The Ring of Brodgar
By Sigurd Towrie
In contrast to the giant megaliths of the Stones of Stenness, Brodgar’s are smaller, varying in height from 2.1 metres (7ft) to a maximum of 4.7 metres (15ft 3in).
Although only 27 remain, it had long been proposed – based on the spacing of the surviving megaliths – the circle once contained 60. Then, in 2008, a geophysical survey suggested there might have been more.
The tomographic survey focused on the south-eastern half of the ring and suggested there were an additional 19 socket holes. Including the surviving stones and stumps, this meant 36 stones once stood in that section.
Assuming the same applies to the other half, the Ring of Brodgar could have contained more than 70 megaliths, but – and this is an important point – not necessarily at the same time.
Enclosed by a rock-cut ditch, access to the interior of the stone circle is by two opposing causeways. The south-eastern entrance is just over a metre wide (3.3ft), narrow compared to the 3.4-metre-wide (11.15ft) north-western causeway.
We do not have secure dates for the ring – the interior has not been excavated – but it is generally thought to be later than the Stones of Stenness, a mile to the south-east, and date from between 3000BC and 2500BC.
Dates from the ditch, however, suggests it was dug between 2600BC and 2400BC. But, like Maeshowe, we cannot assume the ditch and the stone circle were contemporary.
Was the ditch dug first or at the same time stones were being erected? Or was it a much later addition? Perhaps to enclose the site after the significance of the ring waned?
A ring of stones
In light of the discoveries at the Ness of Brodgar complex, the long-held notion that a single, elite individual or group was responsible for the construction of the Ring of Brodgar has to be questioned.
Just as we suspect the Ness was a meeting place – a location where people gathered from all over Orkney and perhaps beyond, the same may be true for the ring. And just as the Ness site was an ever-changing, evolving site for centuries, we should perhaps stop looking at the stone circle as the result of a single construction event.
There is a tendency to look at sites such as the Ring of Brodgar and Stones of Stenness and regard them as “completed” monuments. Someone in the Neolithic decided to erect a stone circle and set a plan in motion to create a finished, final product.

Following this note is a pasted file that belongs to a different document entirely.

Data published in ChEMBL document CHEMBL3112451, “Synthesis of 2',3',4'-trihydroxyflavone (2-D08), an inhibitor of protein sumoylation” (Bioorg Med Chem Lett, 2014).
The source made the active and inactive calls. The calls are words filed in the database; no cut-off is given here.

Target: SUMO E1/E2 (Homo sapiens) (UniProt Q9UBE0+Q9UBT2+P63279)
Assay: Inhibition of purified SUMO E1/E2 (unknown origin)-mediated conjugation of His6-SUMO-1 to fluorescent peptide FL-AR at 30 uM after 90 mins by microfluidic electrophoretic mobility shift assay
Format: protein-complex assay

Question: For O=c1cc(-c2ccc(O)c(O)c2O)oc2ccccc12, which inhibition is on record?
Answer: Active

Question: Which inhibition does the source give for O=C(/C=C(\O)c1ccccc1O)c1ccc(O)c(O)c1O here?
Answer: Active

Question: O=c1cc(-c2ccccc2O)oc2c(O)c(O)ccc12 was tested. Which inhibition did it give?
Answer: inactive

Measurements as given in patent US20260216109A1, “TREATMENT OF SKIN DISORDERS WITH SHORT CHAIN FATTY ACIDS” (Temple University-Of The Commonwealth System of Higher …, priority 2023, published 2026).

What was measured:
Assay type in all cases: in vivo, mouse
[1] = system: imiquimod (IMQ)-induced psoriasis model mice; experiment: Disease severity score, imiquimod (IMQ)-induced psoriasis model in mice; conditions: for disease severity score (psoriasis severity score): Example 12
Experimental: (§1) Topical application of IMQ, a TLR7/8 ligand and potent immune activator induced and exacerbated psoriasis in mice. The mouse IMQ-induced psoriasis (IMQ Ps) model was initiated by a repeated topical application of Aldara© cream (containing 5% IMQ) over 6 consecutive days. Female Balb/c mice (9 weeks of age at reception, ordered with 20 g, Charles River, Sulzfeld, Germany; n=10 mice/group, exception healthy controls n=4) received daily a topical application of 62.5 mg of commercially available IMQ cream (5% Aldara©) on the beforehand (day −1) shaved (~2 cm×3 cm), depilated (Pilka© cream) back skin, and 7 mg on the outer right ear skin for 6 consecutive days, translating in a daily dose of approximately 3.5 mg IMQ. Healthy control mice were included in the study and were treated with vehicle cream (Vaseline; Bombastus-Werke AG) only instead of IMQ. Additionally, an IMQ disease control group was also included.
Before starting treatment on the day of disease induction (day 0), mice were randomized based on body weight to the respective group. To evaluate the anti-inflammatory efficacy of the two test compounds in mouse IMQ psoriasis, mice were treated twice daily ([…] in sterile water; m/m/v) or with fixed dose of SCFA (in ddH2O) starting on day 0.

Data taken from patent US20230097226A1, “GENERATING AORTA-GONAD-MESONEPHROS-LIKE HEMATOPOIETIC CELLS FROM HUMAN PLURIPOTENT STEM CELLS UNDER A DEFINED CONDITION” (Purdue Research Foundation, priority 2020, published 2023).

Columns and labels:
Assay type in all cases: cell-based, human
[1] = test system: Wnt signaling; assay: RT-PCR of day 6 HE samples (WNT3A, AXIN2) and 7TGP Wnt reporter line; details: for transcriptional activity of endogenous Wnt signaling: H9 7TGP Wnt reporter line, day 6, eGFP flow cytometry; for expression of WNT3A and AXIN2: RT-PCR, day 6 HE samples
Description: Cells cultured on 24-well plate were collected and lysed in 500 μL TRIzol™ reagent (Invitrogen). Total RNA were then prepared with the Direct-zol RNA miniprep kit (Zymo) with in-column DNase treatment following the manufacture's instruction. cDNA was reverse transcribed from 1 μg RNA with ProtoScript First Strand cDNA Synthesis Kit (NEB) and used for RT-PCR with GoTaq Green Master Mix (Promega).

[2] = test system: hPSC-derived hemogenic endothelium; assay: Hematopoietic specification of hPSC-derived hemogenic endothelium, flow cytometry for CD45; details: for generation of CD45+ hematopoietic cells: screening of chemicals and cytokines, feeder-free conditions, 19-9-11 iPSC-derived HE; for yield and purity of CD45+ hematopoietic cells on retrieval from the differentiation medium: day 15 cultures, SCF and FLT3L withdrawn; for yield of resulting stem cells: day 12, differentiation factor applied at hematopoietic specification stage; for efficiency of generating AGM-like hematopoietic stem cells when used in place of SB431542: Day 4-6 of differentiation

But it has been argued that there was no end goal — no finished monument to work towards and no timescale.
Instead, the erection of stones at the Ring of Brodgar took place over generations with the composition and appearance of the stone circle constantly changing as megaliths collapsed, were added, removed or replaced. Because it was a constantly changing monument, and never meant to be complete, in the Neolithic it may have looked much the same as it does today – single, paired and clusters of megaliths separated by gaps of varying sizes .
To the team who excavated at the ring in 2008, it was not the completed stone circle that was significant to its builders but the physical act of its creation .
The goal, they suggested, was not a completed monument. Instead, the prestige of quarrying, transporting and erecting a fine megalith was the driving force behind the development of the Ring of Brodgar.
Geological examination of the Brodgar stones confirmed they came from at least seven different quarries and were transported to the site from across Orkney . Did these different quarries, and the stone obtained from them, represent different Orcadian communities?
The fact the different rock types in the ring were clustered together  certainly suggests so, with different sections of the stone circle perhaps relating to the different social groups who came together to erect the ring of stones.
Professor Colin Richards has suggested these communities – although they worked together – were fiercely competitive and the Ring of Brodgar was an arena where they attempted to outdo each other with visible shows of prestige and power.
A far cry from the harmonious Neolithic “temple” the ring is often proclaimed as today.
Built to endure?
Survey in the Heart of Neolithic Orkney World Heritage Area (2020)
The 2008 excavation at the ring also revealed something surprising – the socket holes for the Brodgar stones were incredibly shallow. Two were excavated and measured a mere 27cm (10.6in) and 18cm (7in) deep . Compare that to those encountered at the Stones of Stenness, which were between 90cm (2.95ft) and 1.3m (4.27ft) deep .
Clearly, despite the effort put into quarrying and transporting the megaliths, they were not erected to endure. As Prof Mark Edmonds put it: “… the emphasis for the builders was on the moment rather than posterity.”